Elbridge Gerry may have been related to one of the signers of the Declaration of Independence.
People used to think he was the signer, Elbridge Gerry's, grandson. But no one knows for sure. Some do not think he was a grandson. He was born in Massachusetts on July 18, 1818. He came to Colorado in the 1830's. He came to the mountains to trap beavers for their pelts.
He was a trapper and trader.
People were not wanting beaver pelts any longer. Gerry then went north to Wyoming. He opened a trading post. He started to trade with Native Americans. While in Wyoming, he married a young Sioux woman.
Elbridge Gerry was the first white settler in what is now Weld County.
Other people passed through the area and may have stayed a few days, but Gerry settled here with his wife. They came around 1853. They had a horse ranch and General Store along the South Platte River. Gerry was still trading with the local Native Americans using his store.
He was trusted by the Native Americans because they traded with him and because his wife was a Native American.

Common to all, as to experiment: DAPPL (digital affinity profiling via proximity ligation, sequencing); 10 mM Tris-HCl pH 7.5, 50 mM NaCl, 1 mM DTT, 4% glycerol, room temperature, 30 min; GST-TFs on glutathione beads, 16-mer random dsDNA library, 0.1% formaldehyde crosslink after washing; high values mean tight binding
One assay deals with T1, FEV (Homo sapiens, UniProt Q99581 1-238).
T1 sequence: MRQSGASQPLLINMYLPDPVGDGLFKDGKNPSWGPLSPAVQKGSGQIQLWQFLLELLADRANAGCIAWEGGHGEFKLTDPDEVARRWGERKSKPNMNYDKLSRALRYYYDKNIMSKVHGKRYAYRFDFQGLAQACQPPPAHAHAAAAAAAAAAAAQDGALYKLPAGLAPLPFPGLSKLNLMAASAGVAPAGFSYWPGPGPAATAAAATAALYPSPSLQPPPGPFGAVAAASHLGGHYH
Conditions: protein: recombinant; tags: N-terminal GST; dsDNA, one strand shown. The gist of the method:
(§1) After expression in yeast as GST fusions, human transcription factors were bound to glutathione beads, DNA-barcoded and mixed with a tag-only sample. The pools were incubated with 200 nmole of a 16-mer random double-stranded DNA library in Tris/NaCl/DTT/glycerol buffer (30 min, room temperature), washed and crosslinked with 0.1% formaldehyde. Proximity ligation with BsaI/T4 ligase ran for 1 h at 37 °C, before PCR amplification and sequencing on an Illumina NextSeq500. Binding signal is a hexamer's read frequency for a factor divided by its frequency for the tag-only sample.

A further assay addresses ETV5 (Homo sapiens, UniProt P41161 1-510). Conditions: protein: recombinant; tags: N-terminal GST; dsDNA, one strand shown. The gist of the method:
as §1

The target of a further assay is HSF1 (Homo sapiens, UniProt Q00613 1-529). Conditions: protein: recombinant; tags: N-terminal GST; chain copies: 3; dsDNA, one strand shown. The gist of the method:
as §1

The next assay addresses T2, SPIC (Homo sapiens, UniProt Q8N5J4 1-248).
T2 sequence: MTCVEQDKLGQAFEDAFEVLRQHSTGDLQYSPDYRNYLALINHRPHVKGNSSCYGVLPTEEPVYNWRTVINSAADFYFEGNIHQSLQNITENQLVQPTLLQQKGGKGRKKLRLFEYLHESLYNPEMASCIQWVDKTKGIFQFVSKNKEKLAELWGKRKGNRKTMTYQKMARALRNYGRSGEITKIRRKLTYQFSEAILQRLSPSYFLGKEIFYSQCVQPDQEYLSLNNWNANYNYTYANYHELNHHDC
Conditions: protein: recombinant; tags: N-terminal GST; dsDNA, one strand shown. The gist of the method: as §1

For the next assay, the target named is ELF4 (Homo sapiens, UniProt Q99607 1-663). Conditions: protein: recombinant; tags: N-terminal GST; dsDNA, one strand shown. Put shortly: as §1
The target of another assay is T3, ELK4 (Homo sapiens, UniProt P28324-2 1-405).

Governor Evans asked Elbridge Gerry to help the territory get a treaty (Agreement) with the Native Americans for some of their hunting lands. The Native people would not agree.
Settlers were not keeping the treaty with the Native Americans about the hunting lands.
Between 1862-1864, more and more people were homesteading and farming those lands. The Native Americans and settlers were fighting more often.
The Native Americans planned a huge attack on Denver and the settlements near it. Elbridge's wife's relatives came to warn them.
The Native Americans were planning a huge raid on small settlements and on Denver.
Elbridge Gerry is known as the "Paul Revere" of Colorado.
After the warning, Gerry got on one of his horses and started to ride. He rode a total of 70 miles to alert everyone that may be in danger. It took him two days to reach Denver. His warning gave Governor Evans enough time to get troops ready to defend the towns.
People all over the Colorado Territory called Gerry a hero.
The Native Americans started to raid Gerry's ranch because they knew he warned the people. He lost a lot of horses and mules. But he kept raising horses and also opened the Gerry House Hotel in Evans, Colorado.
Elbridge Gerry died on April 10, 1875.
He is buried in a small family plot near the place where his ranch stood.
People today remember "The Paul Revere of Colorado."